An Australian patrol boat was alongside yet another boatload of asylum seekers in distress late yesterday, with a merchant vessel standing by and another navy ship on the way.

Rolling in 3m swells and 30-knot winds, conditions were too dangerous to attempt a boarding and the Australian Maritime Safety Authority said HMAS Wollongong was "monitoring the situation".

Home Affairs Minister Jason Clare said the boat appeared to be still heading slowly towards Christmas Island, and Wollongong reported that there "were no visible signs of distress" despite emergency calls.

"But I do need to emphasise this: the weather conditions out there at the moment are very rough," he said.


Clare said the boat would be boarded if the weather improved.

In the past two weeks the dangerous Indian Ocean crossing has claimed up to 100 lives. The latest boat to run into trouble radioed for help as Australia and Indonesia prepared to beef up co-operation on people smuggling.

Indonesian police have arrested a key member of what they claim to be a large people smuggling syndicate stretching from Pakistan to the archipelago, and Australian Federal Police are investigating reports that another smuggler was among survivors taken to Christmas Island after the tragedy that took 90 lives two weeks ago.

The two men are alleged to have helped organise the boatload of about 200 people that capsized near Christmas Island.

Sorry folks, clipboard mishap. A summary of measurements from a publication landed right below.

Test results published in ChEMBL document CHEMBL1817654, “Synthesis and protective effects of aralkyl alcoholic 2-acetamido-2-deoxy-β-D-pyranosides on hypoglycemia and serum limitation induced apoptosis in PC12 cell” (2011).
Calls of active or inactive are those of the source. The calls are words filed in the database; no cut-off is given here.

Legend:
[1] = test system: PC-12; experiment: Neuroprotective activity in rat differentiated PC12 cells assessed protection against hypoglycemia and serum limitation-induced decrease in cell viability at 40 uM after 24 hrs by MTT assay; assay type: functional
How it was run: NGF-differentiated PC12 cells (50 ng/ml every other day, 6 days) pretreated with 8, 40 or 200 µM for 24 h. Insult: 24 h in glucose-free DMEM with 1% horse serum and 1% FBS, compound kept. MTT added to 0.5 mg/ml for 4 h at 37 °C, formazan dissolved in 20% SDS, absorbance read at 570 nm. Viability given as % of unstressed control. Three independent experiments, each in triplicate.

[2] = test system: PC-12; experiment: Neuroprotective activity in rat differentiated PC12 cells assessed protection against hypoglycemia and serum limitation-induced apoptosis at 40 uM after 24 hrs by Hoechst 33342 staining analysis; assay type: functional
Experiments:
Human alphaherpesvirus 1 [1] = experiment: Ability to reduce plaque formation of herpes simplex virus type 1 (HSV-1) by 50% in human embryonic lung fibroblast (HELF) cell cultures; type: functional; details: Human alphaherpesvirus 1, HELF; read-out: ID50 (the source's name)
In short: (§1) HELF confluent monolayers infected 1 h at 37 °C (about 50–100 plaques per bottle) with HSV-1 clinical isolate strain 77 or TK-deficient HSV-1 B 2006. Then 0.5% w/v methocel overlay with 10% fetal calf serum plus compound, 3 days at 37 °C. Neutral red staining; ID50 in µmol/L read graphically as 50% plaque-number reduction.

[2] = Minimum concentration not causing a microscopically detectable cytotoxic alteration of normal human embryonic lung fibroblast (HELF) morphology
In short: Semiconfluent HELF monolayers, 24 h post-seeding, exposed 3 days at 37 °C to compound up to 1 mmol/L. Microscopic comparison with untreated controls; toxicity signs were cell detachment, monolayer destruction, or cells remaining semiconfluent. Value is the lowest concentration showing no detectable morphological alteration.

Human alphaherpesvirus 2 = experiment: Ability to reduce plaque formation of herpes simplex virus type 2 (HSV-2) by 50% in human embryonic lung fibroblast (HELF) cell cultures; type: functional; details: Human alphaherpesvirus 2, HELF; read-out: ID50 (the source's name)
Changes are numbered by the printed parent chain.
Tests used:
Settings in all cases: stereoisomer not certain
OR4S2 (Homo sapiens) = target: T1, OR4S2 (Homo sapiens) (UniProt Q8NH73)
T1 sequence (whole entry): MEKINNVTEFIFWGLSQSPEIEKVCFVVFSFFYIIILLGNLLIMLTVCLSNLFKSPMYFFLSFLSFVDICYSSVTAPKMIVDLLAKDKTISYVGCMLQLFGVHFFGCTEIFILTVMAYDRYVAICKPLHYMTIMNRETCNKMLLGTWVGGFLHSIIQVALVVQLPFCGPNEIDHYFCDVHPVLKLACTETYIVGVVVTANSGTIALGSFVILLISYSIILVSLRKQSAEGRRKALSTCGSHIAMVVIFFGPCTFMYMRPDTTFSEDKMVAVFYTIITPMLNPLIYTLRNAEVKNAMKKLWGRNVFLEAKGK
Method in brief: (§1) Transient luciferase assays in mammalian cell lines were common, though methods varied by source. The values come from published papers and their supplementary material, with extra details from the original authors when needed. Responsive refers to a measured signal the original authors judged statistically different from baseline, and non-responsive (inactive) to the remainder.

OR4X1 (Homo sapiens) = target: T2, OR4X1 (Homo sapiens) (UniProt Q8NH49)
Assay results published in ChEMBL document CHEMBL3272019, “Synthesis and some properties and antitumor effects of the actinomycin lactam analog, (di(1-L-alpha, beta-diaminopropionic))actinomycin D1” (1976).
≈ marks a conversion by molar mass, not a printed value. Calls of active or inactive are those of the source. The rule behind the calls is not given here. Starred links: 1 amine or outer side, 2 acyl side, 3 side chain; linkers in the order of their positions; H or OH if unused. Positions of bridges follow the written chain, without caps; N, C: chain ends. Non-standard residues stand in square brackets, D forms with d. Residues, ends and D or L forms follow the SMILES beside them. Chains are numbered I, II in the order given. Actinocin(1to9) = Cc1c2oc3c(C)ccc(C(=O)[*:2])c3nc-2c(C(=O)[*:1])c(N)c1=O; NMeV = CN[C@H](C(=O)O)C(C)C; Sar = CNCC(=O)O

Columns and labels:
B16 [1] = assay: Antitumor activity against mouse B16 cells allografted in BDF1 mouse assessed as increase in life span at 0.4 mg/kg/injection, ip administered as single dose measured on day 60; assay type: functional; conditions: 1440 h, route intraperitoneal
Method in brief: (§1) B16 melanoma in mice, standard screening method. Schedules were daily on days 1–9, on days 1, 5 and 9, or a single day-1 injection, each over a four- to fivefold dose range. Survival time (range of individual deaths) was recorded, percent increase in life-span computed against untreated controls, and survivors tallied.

Another boat foundered last week, killing four of its 134 passengers and crew.

News Ltd has quoted military sources who claim that at least one of the boats was deliberately capsized by smugglers to ensure the passengers would be taken to Christmas Island.

The sources said neither vessel was in rough seas when they foundered.

Authorities were alerted to the new drama unfolding in the Indian Ocean when panicked passengers called rescue agencies at about 4.30am Australian eastern time yesterday, saying their boat was in danger of sinking.

Details remained sketchy last night but between 130 and 180 people were believed to be aboard and the Indonesian rescue authority Basarnas issued a general alert to merchant ships in the area.

HMAS Wollongong found the boat hours later about 50 nautical miles south of Indonesia and the survey ship HMAS Leeuwin was expected to join the patrol boat and the merchant vessel late yesterday.

On Tuesday Prime Minister Julia Gillard and Indonesian President Susilo Bambang Yudhoyono agreed to increase co-operation to clamp down on people smugglers and slow the number of boats trying to reach Australia.

The two countries' intelligence, police and rescue agencies already work closely together, with about 300 boats in the past three years prevented from leaving Indonesia.

Australian Federal Police spend about A$17 million a year ($20.7 million) trying to block the boats, arresting almost 500 crew and 15 alleged organisers in the past four years.

In the past year Indonesian police have arrested 24 of their nationals and three foreigners for alleged involvement in people-smuggling rackets, and are now pursuing people believed to belong to the syndicate responsible for the tragedy two weeks ago.

Australia has spent about A$40 million to boost Indonesian efforts against people smuggling, including three ships and the construction of 12 police stations along the archipelago.

But Clare said yesterday that more was needed.

Indonesian search and rescue authorities had less access than Australian counterparts to the position of merchant vessels able to help in emergencies, and were less able to communicate with merchantmen during life-at-sea incidents.

The two countries are planning an exchange programme for search and rescue specialists, and senior officials will meet in the next two weeks.